If I could go back in time…

Lake Pokegama Sunset
Photo Credit: Malvern Madondo

P.S. “If I could go back in time…” is an article I initially wrote on LinkedIn and if you want to read the original post, click here.

Recently, I was part of a group of 50 students selected nationwide to participate in a weeklong program geared towards helping Black and Latinx Computer Science and Engineering students navigate their way and thrive in the technoverse (yeah I made that up – think technology and universe combined). Throughout the entire week, I had the opportunity to meet with various leaders in the tech industry, from recruiters to developers, engineers, managers, photographers, and insert-illustrious-profession-here…

Most of the people I interacted with seemed well-established in their careers and quite frankly, I got the impression that they had everything figured out, maybe almost everything. Being one currently on the college rollercoaster where grades fluctuate like stock exchange rates and where success is anything but permanent, I was curious to find out what these folks wish they had done earlier in their lives, years back as college students. For obvious reasons, I will not mention their names lest you start snooping around for what is not necessary and let your curiosity overshadow the three most important lessons I gained from these conversations:

  1. On time management: Knowing how college is, it wasn’t surprising to find out that a good number of the folks I talked to actually struggled with time management as college students. Some wish they had known how to slow down and go with the tide. One individual I talked to said if they could go back to their college years, they would learn to not get overwhelmed with mounds of work, especially unncessary work. Knowing your priorities is not enough if you don’t know how to act on those priorities. I learned that it is important to not try to crawl, walk, and run at the same time. Bite what you can chew! Time management means knowing what to do, when to do it and get it done, how to do it efficiently, where to do it, with who, etc. It’s not just about setting a timer for 30 minutes of undistracted studying and resume after every 5 minutes of bliss and fun.
  2. On learning: If you are expecting to find nuggets of wisdom on how to learn, I advice you to stop reading at the end of this sentence. Now that you are not expecting to be told how to learn, I will continue sharing what I learned, not tips on how you, dear reader, can learn. One engineer I talked to emphasized that learning is not as important as having the ability to learn. A circus lion can learn to do tricks, but can never ask questions or challenge its teacher. Having an ability to learn means having the temerity to not only ask questions, but to admit to not knowing. One professional said they’d rather have someone on their team who is motivated to learn than have one who is reluctant to learn.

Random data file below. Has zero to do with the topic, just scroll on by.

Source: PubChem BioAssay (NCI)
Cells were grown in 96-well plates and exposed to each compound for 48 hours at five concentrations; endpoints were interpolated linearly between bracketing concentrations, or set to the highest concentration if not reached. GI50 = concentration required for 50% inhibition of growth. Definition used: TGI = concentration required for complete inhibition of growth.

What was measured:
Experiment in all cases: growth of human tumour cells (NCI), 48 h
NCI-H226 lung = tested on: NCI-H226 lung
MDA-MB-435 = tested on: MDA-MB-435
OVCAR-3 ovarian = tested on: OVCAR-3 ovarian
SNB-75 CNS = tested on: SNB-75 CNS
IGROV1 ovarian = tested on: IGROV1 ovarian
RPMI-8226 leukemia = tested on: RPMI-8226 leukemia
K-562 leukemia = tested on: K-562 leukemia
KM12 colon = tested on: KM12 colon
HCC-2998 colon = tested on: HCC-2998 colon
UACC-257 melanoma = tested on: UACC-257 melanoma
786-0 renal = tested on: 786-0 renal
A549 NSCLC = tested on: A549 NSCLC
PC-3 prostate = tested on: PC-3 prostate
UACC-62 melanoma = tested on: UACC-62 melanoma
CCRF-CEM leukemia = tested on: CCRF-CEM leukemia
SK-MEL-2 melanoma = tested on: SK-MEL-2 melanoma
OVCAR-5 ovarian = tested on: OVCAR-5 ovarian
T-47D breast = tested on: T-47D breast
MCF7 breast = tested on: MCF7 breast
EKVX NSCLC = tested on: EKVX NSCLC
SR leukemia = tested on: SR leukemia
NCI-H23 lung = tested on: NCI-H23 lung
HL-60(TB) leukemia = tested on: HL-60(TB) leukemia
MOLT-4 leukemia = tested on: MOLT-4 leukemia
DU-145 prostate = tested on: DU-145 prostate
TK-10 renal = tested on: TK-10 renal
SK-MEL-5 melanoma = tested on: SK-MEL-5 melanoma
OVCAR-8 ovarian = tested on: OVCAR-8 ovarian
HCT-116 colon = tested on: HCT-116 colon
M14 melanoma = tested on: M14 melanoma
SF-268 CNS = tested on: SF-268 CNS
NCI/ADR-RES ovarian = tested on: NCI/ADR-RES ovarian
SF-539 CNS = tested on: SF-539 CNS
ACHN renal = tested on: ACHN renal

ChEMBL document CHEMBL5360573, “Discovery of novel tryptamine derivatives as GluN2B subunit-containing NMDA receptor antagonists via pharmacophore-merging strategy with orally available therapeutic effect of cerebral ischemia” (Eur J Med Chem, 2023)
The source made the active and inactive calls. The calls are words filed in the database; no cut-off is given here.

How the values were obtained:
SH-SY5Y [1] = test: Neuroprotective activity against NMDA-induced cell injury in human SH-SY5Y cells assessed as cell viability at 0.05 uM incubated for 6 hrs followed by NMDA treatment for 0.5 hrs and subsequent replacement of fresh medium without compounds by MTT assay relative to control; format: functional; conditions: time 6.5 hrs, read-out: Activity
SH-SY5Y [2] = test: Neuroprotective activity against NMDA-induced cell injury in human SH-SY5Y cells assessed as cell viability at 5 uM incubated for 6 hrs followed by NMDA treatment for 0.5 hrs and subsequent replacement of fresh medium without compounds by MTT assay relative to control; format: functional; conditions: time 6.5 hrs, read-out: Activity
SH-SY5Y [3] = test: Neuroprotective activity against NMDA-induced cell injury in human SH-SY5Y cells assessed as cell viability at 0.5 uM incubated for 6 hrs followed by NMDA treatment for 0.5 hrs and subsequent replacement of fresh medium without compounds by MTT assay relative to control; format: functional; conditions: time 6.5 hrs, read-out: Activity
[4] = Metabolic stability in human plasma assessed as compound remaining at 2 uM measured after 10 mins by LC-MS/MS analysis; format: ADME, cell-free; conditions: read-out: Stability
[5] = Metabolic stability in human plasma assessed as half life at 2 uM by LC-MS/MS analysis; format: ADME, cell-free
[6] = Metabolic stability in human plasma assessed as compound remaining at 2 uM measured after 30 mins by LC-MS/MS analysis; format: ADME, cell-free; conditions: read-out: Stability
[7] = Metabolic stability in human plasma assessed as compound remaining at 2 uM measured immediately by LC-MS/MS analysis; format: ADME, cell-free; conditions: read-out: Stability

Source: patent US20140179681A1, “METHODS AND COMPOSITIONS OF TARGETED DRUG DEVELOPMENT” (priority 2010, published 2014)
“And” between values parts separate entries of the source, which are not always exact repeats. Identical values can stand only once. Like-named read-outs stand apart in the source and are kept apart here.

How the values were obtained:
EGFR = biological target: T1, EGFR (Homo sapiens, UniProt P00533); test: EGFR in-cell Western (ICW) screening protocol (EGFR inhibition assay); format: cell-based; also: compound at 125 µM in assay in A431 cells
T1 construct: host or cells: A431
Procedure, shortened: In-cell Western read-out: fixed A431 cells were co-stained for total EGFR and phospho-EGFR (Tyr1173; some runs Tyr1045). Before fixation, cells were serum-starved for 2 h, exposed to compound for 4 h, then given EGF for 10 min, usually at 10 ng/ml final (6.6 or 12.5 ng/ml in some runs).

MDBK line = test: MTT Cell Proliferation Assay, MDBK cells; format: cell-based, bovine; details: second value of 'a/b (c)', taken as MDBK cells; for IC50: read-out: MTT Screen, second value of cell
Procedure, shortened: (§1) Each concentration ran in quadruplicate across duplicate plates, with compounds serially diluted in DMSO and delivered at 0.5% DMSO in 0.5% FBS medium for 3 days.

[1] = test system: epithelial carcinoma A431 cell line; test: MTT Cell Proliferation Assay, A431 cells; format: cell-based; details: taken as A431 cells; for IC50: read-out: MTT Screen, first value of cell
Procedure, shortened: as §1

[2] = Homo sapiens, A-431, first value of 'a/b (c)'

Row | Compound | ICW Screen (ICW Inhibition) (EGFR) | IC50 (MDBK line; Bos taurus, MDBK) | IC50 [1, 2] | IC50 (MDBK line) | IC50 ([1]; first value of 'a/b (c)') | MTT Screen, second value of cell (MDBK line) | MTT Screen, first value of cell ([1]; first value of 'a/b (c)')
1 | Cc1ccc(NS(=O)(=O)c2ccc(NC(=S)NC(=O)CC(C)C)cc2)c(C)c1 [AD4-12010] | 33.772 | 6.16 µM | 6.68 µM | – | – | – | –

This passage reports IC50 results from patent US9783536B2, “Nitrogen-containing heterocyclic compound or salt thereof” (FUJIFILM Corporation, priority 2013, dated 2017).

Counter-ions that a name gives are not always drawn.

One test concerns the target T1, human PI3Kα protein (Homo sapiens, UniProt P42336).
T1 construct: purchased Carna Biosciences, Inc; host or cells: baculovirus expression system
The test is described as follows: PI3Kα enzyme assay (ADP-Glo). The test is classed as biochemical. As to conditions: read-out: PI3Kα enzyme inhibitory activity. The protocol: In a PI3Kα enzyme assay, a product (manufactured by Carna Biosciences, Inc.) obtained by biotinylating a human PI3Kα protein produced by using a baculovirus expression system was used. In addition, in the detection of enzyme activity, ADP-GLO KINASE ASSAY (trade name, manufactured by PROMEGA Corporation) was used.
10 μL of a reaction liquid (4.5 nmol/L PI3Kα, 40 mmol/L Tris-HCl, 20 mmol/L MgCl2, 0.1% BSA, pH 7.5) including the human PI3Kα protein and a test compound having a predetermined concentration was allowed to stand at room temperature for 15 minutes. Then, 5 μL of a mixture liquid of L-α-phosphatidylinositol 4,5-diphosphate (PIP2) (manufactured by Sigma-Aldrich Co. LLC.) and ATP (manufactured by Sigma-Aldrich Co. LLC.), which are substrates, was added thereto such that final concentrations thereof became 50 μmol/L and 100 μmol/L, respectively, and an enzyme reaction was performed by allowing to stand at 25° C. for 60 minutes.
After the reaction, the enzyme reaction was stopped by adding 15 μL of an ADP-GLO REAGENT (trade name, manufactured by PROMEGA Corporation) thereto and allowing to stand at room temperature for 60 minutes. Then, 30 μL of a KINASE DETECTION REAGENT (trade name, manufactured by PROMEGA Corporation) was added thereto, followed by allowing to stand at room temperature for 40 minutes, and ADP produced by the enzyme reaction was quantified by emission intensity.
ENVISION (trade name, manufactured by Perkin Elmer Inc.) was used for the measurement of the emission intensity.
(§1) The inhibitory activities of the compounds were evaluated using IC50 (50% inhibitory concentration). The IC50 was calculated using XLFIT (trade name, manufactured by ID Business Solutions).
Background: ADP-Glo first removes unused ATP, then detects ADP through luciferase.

3. On being uncomfortable: There’s this quote that I came across that pretty much summarizes all that I learned about daring to venture out of the norm and stepping into the storm, “There is no comfort in the growth zone and there is no growth in the comfort zone.” Most of the people I talked to attributed their current and past successes to pushing themselves and having friends and mentors who pushed them to do more than average. They didn’t find it fun walking the extra mile or even introducing themselves to strangers without feeling being judged. Because they did that, and oftentimes gained nothing but experience, they prospered. In the end, experience is what matters most.

So there, the ball is now in your court and I hope you will take something out of this and step out of your comfort zone, even if it means sharing this post (haha self-advertising), and grow your potential and abilities! If you have any thoughts and ideas on what you wish you’d done or what you would like to do if given a second or third chance, please share below or DM!

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Of Deserts and Flowers

When it rains in the Death Valley or in the Atacama desert, two of the driest places on earth, life blossoms. When the conditions are right, miracles happen in these ‘dead’ places and flowers bloom and butterflies cut across the azure sky as if they are in a drunken stupor — crystal evidence that some of these places we consider dead are not as ‘dead’ as they seem. They are just dormant, waiting for the right conditions to come  about in order to awaken from the deep slumber of infertility.

seed_germinating
Image Source:// Hummert International

In my high school agriculture class many years ago, we were taught that plants are capable of growing and developing as long as the right conditions are made available to them. We all know through simple observation that this is true. We are part of this organic system where our growth and development is assured when the conditions are right and we are prepared to grow and let nature take its course. In Zimbabwe and other parts of the world, many who have flourished in their lives did so when the conditions that stimulate growth and expansion were made available to them. There are those who hailed from poverty-stricken regions but, inspired by the works and accomplishments of others, worked their way up to the top and some who did well when others availed opportunities for them.

There’s a saying that goes and I quote, ‘Opportunity dances with those who are already on the dance floor’ – the ones who are already in the mood and groove of things and not those who are sitting on the bench. The weather might not be perfect, the conditions might not be right, the music might be too low to dance to, but in all, one should always hold on to the potential to grow, for indeed one day the conditions will be right and all one has to do is grow.